Attitude, effort and intensity have been more than buzz-words throughout Fisher's first preseason camp. The players who bring those three things to the table in the scrimmage - on both sides of the football - can separate themselves as several position battles continue with the opener two weeks away.

"It's good to see when the offense makes plays, but it's good to see when the defense makes plays as well," Ponder said. "Back and forth; I just want to see us have a good battle and a good scrimmage, (where) everyone make plays."

Fisher moved the scrimmage from late Friday afternoon to high noon Saturday in an effort to simulate the conditions for the opener, which will kick off at 12 noon.

"I want them to get used to the heat that time of day; getting up (early) and having a pre-game meal ... get that routine going," Fisher said. "You want to put them in that situation as much as you can: where it's at, how the heat is going to be, where the sun is. It's supposed to rain tomorrow, but it could do that on game day. We'll have to take the conditions as they come."

Fisher, `Noles draw crowd at annual Kickoff Luncheon

A sold-out crowd in excess of 1,500 packed the Donald L. Tucker Center exhibition hall Friday afternoon for the Florida State Alumni Association's annual Kickoff Luncheon.

With the voice of the Seminoles, Gene Deckerhoff, handling the MC duties, the 2010 FSU football team was introduced one by one. But the star of the show was first-year coach Jimbo Fisher, who was joined on the dais by FSU president Dr. Eric Barron and athletic director Randy Spetman, among others.

Fisher received a standing ovation before delivering his State of the Seminoles address.

"Expectations are high at Florida State for one reason," Fisher said. "There was a man that coached here right before me who set a standard that everything is measured by. He was more than a coach to me. He was a mentor, he was a friend and in my opinion he's the greatest coach in college football history."

Bobby Bowden retired after 34 seasons and paved the way for the start of the Fisher Era, which begins in earnest with the Sept. 4 opener against Samford.

"The first step of getting Florida State back on top is getting back to being ACC champions," said Fisher, mindful that the legend won 12 league titles. "We have to get back to the top of our own conference. No matter what happens in those first three games, conference games start. Every one of those games is vital because your ultimate goal is to win that ACC Championship."

While thanking the crowd for supporting the Seminoles, he also encouraged them to be there on Saturdays for each of FSU's seven homes games. "We have to understand the importance of every game," Fisher said. "That doesn't just go for our players. Every time those young men get to run through the tunnel we need 83,000 people cheering them on no matter who were playing. I'm telling you that is what builds tradition. We have forgotten that a little bit because sometimes we take things for granted with all the success we had."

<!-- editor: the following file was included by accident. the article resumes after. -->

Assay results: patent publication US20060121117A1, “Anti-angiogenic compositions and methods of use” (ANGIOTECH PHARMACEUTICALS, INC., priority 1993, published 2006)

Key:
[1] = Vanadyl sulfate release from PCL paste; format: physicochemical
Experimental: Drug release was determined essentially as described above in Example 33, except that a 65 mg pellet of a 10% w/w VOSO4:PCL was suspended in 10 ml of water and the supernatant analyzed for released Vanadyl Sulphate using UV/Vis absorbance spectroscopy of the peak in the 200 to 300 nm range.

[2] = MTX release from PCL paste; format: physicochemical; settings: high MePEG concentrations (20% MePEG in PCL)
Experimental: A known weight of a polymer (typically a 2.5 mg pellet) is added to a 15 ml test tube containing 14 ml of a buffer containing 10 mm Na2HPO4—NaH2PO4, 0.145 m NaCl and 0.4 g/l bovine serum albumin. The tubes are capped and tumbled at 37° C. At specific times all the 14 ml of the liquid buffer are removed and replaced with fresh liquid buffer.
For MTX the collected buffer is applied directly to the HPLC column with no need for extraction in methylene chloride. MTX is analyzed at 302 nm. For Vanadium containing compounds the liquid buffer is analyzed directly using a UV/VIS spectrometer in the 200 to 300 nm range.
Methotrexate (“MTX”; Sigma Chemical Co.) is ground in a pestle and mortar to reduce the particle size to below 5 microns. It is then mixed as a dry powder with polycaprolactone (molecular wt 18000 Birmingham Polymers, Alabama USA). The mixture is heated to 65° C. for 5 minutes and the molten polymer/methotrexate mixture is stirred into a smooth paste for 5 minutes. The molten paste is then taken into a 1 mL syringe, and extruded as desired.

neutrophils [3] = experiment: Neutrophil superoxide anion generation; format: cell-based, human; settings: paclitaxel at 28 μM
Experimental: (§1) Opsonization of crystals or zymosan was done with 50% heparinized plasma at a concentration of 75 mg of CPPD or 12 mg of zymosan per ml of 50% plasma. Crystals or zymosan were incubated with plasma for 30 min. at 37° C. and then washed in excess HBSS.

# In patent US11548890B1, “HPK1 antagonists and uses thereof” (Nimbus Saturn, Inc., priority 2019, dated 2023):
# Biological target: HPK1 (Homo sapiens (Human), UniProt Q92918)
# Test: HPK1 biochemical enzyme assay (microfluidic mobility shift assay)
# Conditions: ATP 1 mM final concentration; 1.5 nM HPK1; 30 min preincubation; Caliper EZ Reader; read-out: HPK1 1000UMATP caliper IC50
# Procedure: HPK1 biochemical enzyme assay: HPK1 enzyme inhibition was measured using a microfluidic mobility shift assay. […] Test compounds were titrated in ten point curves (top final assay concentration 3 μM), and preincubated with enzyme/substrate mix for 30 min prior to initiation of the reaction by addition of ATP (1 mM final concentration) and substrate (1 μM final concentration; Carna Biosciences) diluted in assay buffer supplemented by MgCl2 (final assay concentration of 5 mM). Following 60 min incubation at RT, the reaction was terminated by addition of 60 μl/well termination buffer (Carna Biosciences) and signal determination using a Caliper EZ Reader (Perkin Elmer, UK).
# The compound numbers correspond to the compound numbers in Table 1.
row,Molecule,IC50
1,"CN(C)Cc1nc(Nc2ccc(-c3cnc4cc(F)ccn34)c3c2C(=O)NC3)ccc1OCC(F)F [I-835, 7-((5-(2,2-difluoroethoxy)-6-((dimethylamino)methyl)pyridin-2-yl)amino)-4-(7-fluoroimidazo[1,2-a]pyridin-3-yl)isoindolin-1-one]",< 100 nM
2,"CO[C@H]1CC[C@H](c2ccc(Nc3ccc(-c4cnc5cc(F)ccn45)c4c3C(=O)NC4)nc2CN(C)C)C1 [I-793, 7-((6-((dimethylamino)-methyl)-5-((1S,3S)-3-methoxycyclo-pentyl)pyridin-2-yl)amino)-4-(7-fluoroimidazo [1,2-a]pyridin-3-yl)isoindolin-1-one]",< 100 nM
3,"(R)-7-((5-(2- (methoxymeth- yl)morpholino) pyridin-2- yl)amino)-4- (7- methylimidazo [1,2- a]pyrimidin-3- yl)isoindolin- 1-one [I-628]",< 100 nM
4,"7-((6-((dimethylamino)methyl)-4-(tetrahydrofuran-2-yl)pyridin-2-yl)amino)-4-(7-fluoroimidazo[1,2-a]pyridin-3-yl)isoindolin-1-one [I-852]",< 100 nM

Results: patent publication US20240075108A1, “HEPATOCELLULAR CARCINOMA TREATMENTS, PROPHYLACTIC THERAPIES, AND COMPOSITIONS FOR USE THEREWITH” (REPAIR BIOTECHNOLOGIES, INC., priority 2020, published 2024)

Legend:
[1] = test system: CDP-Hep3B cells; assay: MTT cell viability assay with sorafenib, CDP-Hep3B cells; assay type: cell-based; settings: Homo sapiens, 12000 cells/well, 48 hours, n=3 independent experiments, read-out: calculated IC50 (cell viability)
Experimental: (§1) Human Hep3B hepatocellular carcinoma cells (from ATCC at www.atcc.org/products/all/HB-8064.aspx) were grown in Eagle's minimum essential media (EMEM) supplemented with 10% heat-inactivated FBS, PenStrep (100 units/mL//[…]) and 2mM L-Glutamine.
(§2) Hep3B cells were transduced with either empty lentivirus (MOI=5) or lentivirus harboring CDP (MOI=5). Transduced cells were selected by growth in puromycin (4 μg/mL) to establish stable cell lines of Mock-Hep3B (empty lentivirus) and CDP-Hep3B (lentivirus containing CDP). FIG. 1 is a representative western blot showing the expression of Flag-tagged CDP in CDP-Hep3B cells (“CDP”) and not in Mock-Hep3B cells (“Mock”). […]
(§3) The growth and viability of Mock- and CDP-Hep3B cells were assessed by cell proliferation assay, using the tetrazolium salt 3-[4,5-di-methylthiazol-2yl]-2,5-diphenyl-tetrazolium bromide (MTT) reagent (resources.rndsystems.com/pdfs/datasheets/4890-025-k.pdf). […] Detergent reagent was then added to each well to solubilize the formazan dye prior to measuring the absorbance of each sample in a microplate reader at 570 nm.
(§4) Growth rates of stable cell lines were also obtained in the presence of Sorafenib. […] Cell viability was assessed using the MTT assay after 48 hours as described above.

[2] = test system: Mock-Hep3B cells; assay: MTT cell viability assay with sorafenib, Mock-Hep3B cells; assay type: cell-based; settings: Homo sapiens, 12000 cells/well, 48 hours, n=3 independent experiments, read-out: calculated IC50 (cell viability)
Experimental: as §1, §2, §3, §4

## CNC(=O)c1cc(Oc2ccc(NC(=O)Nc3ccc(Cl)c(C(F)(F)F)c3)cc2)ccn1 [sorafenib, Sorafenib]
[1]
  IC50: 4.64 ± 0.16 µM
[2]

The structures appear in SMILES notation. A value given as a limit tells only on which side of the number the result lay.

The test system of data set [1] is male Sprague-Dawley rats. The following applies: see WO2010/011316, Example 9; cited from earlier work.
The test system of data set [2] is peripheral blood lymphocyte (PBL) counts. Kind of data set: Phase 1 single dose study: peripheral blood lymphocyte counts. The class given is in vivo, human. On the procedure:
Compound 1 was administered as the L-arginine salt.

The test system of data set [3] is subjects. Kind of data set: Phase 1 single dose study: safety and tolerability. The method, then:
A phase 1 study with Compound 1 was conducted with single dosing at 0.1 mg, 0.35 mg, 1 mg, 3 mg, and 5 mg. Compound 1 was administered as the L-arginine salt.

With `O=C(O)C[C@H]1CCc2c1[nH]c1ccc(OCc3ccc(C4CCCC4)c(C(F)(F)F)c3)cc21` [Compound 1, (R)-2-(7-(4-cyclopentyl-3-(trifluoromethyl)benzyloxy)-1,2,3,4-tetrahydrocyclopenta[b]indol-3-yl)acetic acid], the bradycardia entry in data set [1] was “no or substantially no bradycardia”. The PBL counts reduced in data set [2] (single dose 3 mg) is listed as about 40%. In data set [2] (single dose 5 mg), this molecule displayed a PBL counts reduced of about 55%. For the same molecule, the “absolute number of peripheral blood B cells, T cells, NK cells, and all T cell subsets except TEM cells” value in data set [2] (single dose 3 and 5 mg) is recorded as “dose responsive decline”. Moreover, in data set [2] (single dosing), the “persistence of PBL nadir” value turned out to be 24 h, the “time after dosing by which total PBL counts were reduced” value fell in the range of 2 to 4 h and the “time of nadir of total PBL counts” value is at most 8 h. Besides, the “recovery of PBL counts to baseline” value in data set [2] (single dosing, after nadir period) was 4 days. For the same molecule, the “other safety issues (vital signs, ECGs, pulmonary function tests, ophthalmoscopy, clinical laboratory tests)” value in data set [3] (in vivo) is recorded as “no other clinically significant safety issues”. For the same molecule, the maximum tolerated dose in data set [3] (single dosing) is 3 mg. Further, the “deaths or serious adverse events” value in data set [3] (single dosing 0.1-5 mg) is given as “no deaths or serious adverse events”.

AUBURN, Ala. - The Auburn football team held its third scrimmage of the season Tuesday evening, running approximately 80 plays inside Jordan-Hare Stadium.

Following the scrimmage, head coach Gene Chizik said that much of the focus of the scrimmage was on increasing the tempo of the offense.

"Offensively, we tried to work our pace a little bit more, just trying to get a rhythm and get a fast pace going right now, which was very effective," said Chizik. "It was good for us to work on that for both sides of the ball, and we were very productive in doing that."

Chizik noted that while both the offense and defense had positives and negatives, getting more experience for the younger players was vital and will help determine which newcomers may see playing time this season.

"There was some good and some bad on both sides of the ball, but we got a lot of work with the young kids," said Chizik. "We will look at the tape and we will see where we have to go from here, and hopefully make some more decisions in the next few days on who is going to help us."

One player that coach Chizik singled out for his performance was senior wide receiver Kodi Burns.

"I have to give Kodi Burns a lot of credit," said Chizik. "He has taken it as a personal thing to help us on special teams, where he has really improved. As a pass-catching receiver, he has done some nice things and I am proud of where he has come. He is just a great Auburn guy and I really appreciate his efforts, and so do his teammates."

The scrimmage was Auburn's third in the last six days, but Chizik noted that although they have been beneficial, they will become less frequent as the season opener approaches.

"I have to give the team a lot of credit," said Chizik. "They are really trying to press through. It has been pretty taxing, but that is by design. We know as we get closer, those are going to get few and far between. Tonight was good work and they needed it."